by on Wed, 12 Mar 2014 08:25:28 EDT:
The way we secure digital transactions could soon change. An international team has demonstrated a form of quantum cryptography that can protect people doing business with others they may not know or trust -- a situation encountered often on the Internet and in everyday life -- for example, at a bank's ATM.
Acoustic cloaking device hides objects from sound
by on Tue, 11 Mar 2014 18:47:08 EDT:
Engineers have demonstrated the world's first three-dimensional acoustic cloak. The new device reroutes sound waves to create the impression that the cloak and anything beneath it are not there. The phenomenon works in all three dimensions, no matter which direction the sound is coming from or where the observer is located, and holds potential for future applications such as sonar avoidance and architectural acoustics.
Possible evidence for dark matter particle presented at UCLA physics symposium
by on Mon, 10 Mar 2014 21:23:16 EDT:
Dark matter, the mysterious substance estimated to make up approximately more than one-quarter of the mass of the universe, is crucial to the formation of galaxies, stars and even life but has so far eluded direct observation. At a recent UCLA symposium attended by 190 scientists from around the world, physicists presented several analyses that participants interpreted to imply the existence of a dark matter particle. The likely mass would be approximately 30 billion electron-volts, said the symposium's organizer.
Extraordinary momentum and spin discovered in evanescent light waves
by on Thu, 06 Mar 2014 09:37:54 EST:
Researchers have identified unexpected dynamic properties of a type of light wave called evanescent waves. These surprising findings contrast sharply with previous knowledge about light and photons.
Ultra sensitive detection of radio waves with lasers
by on Wed, 05 Mar 2014 13:23:55 EST:
Radio waves are used for many measurements and applications, for example, in communication with mobile phones, MRI scans, scientific experiments and cosmic observations. But 'noise' in the detector of the measuring instrument limits how sensitive and precise the measurements can be. Now researchers have developed a new method where they can avoid noise by means of laser light and can therefore achieve extreme precision of measurements.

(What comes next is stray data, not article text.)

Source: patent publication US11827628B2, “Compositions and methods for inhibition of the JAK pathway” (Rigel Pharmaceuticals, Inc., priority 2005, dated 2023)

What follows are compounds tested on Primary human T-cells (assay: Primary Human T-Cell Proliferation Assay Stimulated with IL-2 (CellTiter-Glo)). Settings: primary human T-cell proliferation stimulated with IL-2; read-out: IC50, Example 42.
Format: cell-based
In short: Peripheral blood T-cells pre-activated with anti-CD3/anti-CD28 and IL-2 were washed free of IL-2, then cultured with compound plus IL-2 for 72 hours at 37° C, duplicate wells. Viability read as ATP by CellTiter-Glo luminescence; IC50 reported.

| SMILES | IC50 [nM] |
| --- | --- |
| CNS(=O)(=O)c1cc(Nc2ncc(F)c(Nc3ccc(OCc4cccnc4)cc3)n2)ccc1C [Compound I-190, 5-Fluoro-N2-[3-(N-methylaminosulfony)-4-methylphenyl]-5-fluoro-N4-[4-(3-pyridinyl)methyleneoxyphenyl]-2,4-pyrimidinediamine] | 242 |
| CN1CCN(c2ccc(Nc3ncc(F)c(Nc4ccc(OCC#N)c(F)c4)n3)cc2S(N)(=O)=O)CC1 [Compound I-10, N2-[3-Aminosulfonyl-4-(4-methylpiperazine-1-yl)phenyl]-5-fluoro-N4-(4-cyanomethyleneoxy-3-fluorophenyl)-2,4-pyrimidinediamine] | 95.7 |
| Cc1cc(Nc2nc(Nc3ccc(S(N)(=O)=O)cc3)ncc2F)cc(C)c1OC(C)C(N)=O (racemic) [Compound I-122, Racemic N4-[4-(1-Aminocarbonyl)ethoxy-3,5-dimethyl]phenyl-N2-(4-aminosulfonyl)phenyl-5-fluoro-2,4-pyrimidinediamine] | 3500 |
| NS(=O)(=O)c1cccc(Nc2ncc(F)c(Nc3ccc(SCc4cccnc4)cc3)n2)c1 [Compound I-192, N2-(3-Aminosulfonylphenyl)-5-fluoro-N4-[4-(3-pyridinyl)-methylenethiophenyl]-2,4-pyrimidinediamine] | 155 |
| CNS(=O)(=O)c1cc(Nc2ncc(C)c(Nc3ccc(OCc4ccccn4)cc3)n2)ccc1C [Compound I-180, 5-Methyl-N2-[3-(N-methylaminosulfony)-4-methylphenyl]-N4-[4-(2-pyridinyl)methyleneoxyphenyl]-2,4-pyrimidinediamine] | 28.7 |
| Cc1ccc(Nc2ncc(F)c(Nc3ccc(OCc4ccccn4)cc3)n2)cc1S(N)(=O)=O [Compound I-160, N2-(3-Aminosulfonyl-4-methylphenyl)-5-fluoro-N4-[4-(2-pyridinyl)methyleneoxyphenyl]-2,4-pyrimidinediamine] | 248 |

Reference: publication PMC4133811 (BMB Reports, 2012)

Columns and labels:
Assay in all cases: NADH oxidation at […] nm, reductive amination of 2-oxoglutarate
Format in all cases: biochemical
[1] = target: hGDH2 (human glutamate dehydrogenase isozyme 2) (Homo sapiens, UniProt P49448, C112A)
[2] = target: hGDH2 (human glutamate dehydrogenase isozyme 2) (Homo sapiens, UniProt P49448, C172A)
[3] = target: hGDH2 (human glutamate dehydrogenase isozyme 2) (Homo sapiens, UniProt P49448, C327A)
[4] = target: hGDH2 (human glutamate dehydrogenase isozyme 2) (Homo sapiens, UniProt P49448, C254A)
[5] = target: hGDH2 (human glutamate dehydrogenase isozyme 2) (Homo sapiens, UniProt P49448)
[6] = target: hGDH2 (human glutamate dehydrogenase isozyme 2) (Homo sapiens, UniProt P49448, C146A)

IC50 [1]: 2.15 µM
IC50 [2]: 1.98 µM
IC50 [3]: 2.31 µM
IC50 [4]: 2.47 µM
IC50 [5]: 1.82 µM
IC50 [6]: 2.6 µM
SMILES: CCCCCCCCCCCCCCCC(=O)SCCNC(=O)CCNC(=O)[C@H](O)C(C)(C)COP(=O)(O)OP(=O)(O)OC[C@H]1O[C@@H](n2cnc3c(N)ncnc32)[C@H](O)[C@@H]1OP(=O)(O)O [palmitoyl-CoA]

Seeking quantum-ness: D-Wave chip passes rigorous tests
by on Wed, 05 Mar 2014 12:53:05 EST:
D-Wave quantum processor passes tests indicating that it uses special laws of quantum mechanics to operate. A key task for researchers has been to determine whether D-Wave processors operate as hoped -- using the special laws of quantum mechanics to offer potentially higher-speed processing, instead of operating in a classical, traditional way.
Novel quantum dot laser paves the way for lower-cost photonics
by on Tue, 04 Mar 2014 13:00:31 EST:
With the explosive growth of bandwidth demand in telecommunications networks, experts are continually seeking new ways to transmit increasingly large amounts of data in the quickest and cheapest ways possible. Photonic devices -- which convert light to electricity and vice versa -- offer an energy-efficient alternative to traditional copper network links for information transmission. Unfortunately, these devices are also almost always prohibitively pricey.
Physics in 3-D? That's nothing: Try 0-D
by on Tue, 04 Mar 2014 12:58:48 EST:
Zero-dimensional quantum dots could someday have a big effect on a variety of technologies, such as solar energy, lasers and medical diagnostics. This latest discovery is all about going small, but its significance is anything but. The research team's ability to control the confinement energy by varying the size of the quantum dot opens up a world of possibilities.
Boron, discovered in 1808, gets a nano refresh
by on Tue, 04 Mar 2014 12:55:00 EST:
Nanotechnology -- the control of matter at the nanoscale, at dimensions of approximately 1 and 100 nanometers -- is revolutionizing the materials and devices used in many applications and products. A newly discovered two-dimensional boron structure possesses properties superior to those of graphene.
Researchers propose a new way to detect the elusive graviton
by on Tue, 04 Mar 2014 11:35:15 EST:
A cosmologist and a physicist have proposed that measuring minute changes in the cosmic background radiation of the universe could be a pathway of detecting the telltale effects of gravitons.